The Scent of Lavender

A healing, soothing gift to remember.


Lavender is an herb with magical properties. The tiny flowers, growing plentifully on the straight, dark, up-reaching stalks, hold a secret inside—and release it into the air as a gift to anyone close enough to breathe it in. The secret? The scent of lavender soothes the soul and calms the restless human heart.

Lavender is precious in my family. One time, my sister Alice and I stopped by a lavender farm on the road not far from the little town of Lompoc in the Central Coast region of California. We were celebrating Alice’s 21st birthday that weekend while visiting our brother Andrew and his family.

Alice walked through the lavender growing on the farm, through the low rows of English and French lavender, breathing in deeply. She glanced back at me watching her—then spun her skirt and started dancing. She was so young and free that day, with porcelain-white skin, sun-streaked hair, and big blue eyes, sparkling with humor, mischief, and delight.

Lavender is a hardy herb, and being part of the mint family, it grows prolifically once planted. When my brother Abraham and his wife Heather bought their home in the rough-and-tumble city of Vallejo, in the San Francisco Bay area, the first thing they did was build a strong, sturdy fence. The next thing they did was plant lavender under the willow tree by the fence’s gate. That way, when they came home, the scent of peace would waft into their awareness as they opened the gate and walked the short, stone path to the front door.

“What a lovely willow,” I said to Abraham during a visit, while we stood under it. He smiled—and crushed a few lavender blossoms in his hand to release their scent more powerfully into the air.

Alice glanced back at me—then spun her skirt and started dancing.

Heather also loves the scent of lavender. At Christmastime, she gifts lavender body wash and face cream to all the women in our family. At first, I feared that their scents might be too much for me. (I’m sensitive to allergies.) But Heather’s lavender gifts have always been sweet and soothing and help me easily fall asleep, especially on nights after anxious days.

As a midwife who attends home births, I treasure lavender essential oil. Many pregnant women have discovered its power to soothe and calm, so it has become a special part of many birth experiences. Sometimes I arrive at the home of a woman in labor and instantly catch the scent of lavender coming from a diffuser in the expectant mother’s bedroom. She is gently rocking her body, on hands and knees, with each contraction and remembering to breathe the lavender in deeply—and then breathe out deeply to encourage the baby to come down, come out, and be born.

I remember working with another midwife in the Rocky Mountains of Colorado. At times, the work stressed us, but we persisted—even when we were exhausted going from birth to birth and prenatal appointment to prenatal appointment. Once as we were driving between visits, my sister-midwife abruptly grabbed a bottle of lavender-scented water from the glove compartment of her car and spritzed us all over with it.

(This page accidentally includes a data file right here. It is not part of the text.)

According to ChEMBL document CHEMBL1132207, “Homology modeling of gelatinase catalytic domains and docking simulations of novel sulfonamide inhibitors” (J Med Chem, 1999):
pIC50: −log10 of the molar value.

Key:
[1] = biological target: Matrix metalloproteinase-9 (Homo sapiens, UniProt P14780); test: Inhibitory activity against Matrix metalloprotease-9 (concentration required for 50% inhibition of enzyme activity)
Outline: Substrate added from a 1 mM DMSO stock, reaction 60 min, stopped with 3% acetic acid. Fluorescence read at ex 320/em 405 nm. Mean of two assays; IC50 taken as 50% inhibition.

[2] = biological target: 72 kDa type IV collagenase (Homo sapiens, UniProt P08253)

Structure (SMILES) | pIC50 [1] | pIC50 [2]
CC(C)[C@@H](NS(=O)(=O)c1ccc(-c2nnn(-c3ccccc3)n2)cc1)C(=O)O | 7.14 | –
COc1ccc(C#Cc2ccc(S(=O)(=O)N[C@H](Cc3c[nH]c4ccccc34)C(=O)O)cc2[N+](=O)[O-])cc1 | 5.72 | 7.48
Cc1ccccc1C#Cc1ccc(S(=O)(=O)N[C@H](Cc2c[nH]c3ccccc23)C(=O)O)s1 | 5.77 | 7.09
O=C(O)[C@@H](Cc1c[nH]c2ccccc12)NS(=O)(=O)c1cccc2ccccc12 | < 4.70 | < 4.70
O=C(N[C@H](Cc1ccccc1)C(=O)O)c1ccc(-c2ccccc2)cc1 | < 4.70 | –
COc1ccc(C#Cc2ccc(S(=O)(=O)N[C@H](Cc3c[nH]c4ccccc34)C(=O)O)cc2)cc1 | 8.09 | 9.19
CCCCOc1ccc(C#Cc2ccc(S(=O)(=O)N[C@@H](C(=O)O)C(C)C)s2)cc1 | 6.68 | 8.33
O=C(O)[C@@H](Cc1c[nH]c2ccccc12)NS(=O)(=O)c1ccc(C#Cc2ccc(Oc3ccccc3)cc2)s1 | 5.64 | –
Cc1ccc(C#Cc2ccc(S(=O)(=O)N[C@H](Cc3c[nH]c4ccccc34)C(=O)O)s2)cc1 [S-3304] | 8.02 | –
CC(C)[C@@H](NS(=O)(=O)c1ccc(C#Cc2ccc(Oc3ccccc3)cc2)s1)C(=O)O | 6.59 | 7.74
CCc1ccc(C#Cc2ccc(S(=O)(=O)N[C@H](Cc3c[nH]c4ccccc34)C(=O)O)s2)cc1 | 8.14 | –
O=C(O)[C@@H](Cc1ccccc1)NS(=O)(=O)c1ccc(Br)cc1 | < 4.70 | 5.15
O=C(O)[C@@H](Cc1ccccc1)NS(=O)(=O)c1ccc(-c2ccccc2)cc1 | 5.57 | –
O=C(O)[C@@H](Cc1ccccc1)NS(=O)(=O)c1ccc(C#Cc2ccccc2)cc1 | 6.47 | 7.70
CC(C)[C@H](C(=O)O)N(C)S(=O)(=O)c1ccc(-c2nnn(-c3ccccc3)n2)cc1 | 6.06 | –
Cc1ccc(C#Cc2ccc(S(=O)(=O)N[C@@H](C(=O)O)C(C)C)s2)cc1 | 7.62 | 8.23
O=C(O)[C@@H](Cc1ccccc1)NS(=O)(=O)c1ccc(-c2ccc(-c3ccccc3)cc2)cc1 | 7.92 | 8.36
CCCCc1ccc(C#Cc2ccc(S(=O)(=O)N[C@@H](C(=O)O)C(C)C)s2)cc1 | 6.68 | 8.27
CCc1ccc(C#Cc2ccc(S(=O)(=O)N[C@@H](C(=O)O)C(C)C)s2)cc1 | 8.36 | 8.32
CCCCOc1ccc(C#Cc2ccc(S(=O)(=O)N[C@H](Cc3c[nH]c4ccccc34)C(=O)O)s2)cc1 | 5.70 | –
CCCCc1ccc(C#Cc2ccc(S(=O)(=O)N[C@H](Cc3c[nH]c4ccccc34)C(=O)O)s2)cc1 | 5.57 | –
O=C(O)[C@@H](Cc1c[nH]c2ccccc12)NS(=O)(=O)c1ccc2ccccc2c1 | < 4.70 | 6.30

“There!” she declared. “That ought to do it!” I immediately noticed a mood shift in both of us. It was magical.

“Yes. That’s so much better,” I responded.

I’ve been lucky enough in my life to walk through several medieval castle gardens in England and France, and I’ve caught the scent of lavender there, too. During times of plague, people kept in close. Lavender fills the air with a fresh scent, and then—as now—people used it in their bedding, clothes, and hair. The Romans used it to help repel insects, ward off infection, and heal wounds. Ancient Greeks used lavender to fight insomnia and cure backache. In the Middle Ages, churches used it on high holy days: people believed it could ward off evil spirits.

Recently, the power of lavender came to me at the right time: I found myself quickly dashing off a note to my sister-in-law to bring some lavender cream to Abraham in the hospital, because its anti-inflammatory qualities would help with bruising after my brother’s recent surgery. The scent, I knew, would also be the familiar scent of home for him.

A few days later, I sat with Abraham in the hospital. He was sedated, breathing with the help of a ventilator. Even though he was unconscious and his eyes were closed, I knew he could still sense things: he could still hear; he could still smell; he could still feel. I gently rubbed lavender lotion on his face. “Abraham, remember when we stood under the beautiful willow tree in your yard and breathed in that lovely lavender scent?” I whispered in his ear. I wanted my brother to smell something other than the hospital room as he lay there, waiting for whatever happened next.

That night, the scent of lavender was growing outside the gate to heaven, which opened to receive my brother’s life.

This article was published originally in 2023, in GreenPrints Issue #137.


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